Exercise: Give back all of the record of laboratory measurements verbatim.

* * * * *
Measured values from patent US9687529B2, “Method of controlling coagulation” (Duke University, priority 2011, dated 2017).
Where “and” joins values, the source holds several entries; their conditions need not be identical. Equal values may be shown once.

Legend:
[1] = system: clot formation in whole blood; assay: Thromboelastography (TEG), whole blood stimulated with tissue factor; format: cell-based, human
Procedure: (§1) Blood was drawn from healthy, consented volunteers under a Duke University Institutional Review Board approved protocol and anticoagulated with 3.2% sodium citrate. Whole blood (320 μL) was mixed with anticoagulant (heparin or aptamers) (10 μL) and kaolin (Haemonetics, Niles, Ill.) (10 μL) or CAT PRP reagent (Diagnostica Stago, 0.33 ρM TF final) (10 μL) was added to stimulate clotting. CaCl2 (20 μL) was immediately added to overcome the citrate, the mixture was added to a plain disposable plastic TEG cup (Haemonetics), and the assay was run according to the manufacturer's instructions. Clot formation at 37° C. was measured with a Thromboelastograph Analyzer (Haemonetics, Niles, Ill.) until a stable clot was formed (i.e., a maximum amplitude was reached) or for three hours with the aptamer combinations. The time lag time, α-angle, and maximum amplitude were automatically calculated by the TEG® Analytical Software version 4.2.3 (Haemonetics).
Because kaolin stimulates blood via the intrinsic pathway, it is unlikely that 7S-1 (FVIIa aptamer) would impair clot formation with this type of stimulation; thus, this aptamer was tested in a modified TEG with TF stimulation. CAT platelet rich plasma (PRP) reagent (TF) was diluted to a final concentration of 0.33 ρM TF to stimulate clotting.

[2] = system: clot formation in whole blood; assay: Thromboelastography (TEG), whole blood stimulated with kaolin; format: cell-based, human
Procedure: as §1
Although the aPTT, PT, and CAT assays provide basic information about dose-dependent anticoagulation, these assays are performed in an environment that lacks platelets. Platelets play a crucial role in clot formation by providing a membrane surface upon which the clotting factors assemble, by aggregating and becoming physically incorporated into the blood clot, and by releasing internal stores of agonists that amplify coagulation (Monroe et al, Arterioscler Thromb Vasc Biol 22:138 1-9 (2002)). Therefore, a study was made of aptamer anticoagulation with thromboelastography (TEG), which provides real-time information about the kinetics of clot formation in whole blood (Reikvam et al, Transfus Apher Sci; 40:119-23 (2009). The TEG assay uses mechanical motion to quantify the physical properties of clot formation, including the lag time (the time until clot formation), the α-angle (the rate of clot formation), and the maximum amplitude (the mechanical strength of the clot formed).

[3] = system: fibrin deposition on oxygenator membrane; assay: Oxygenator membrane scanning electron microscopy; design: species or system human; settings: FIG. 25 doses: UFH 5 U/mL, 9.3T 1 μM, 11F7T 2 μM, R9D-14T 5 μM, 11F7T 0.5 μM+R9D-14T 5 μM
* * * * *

Measured values from patent US9687529B2, “Method of controlling coagulation” (Duke University, priority 2011, dated 2017).
Where “and” joins values, the source holds several entries; their conditions need not be identical. Equal values may be shown once.

Legend:
[1] = system: clot formation in whole blood; assay: Thromboelastography (TEG), whole blood stimulated with tissue factor; format: cell-based, human
Procedure: (§1) Blood was drawn from healthy, consented volunteers under a Duke University Institutional Review Board approved protocol and anticoagulated with 3.2% sodium citrate. Whole blood (320 μL) was mixed with anticoagulant (heparin or aptamers) (10 μL) and kaolin (Haemonetics, Niles, Ill.) (10 μL) or CAT PRP reagent (Diagnostica Stago, 0.33 ρM TF final) (10 μL) was added to stimulate clotting. CaCl2 (20 μL) was immediately added to overcome the citrate, the mixture was added to a plain disposable plastic TEG cup (Haemonetics), and the assay was run according to the manufacturer's instructions. Clot formation at 37° C. was measured with a Thromboelastograph Analyzer (Haemonetics, Niles, Ill.) until a stable clot was formed (i.e., a maximum amplitude was reached) or for three hours with the aptamer combinations. The time lag time, α-angle, and maximum amplitude were automatically calculated by the TEG® Analytical Software version 4.2.3 (Haemonetics).
Because kaolin stimulates blood via the intrinsic pathway, it is unlikely that 7S-1 (FVIIa aptamer) would impair clot formation with this type of stimulation; thus, this aptamer was tested in a modified TEG with TF stimulation. CAT platelet rich plasma (PRP) reagent (TF) was diluted to a final concentration of 0.33 ρM TF to stimulate clotting.

[2] = system: clot formation in whole blood; assay: Thromboelastography (TEG), whole blood stimulated with kaolin; format: cell-based, human
Procedure: as §1
Although the aPTT, PT, and CAT assays provide basic information about dose-dependent anticoagulation, these assays are performed in an environment that lacks platelets. Platelets play a crucial role in clot formation by providing a membrane surface upon which the clotting factors assemble, by aggregating and becoming physically incorporated into the blood clot, and by releasing internal stores of agonists that amplify coagulation (Monroe et al, Arterioscler Thromb Vasc Biol 22:138 1-9 (2002)). Therefore, a study was made of aptamer anticoagulation with thromboelastography (TEG), which provides real-time information about the kinetics of clot formation in whole blood (Reikvam et al, Transfus Apher Sci; 40:119-23 (2009). The TEG assay uses mechanical motion to quantify the physical properties of clot formation, including the lag time (the time until clot formation), the α-angle (the rate of clot formation), and the maximum amplitude (the mechanical strength of the clot formed).

[3] = system: fibrin deposition on oxygenator membrane; assay: Oxygenator membrane scanning electron microscopy; design: species or system human; settings: FIG. 25 doses: UFH 5 U/mL, 9.3T 1 μM, 11F7T 2 μM, R9D-14T 5 μM, 11F7T 0.5 μM+R9D-14T 5 μM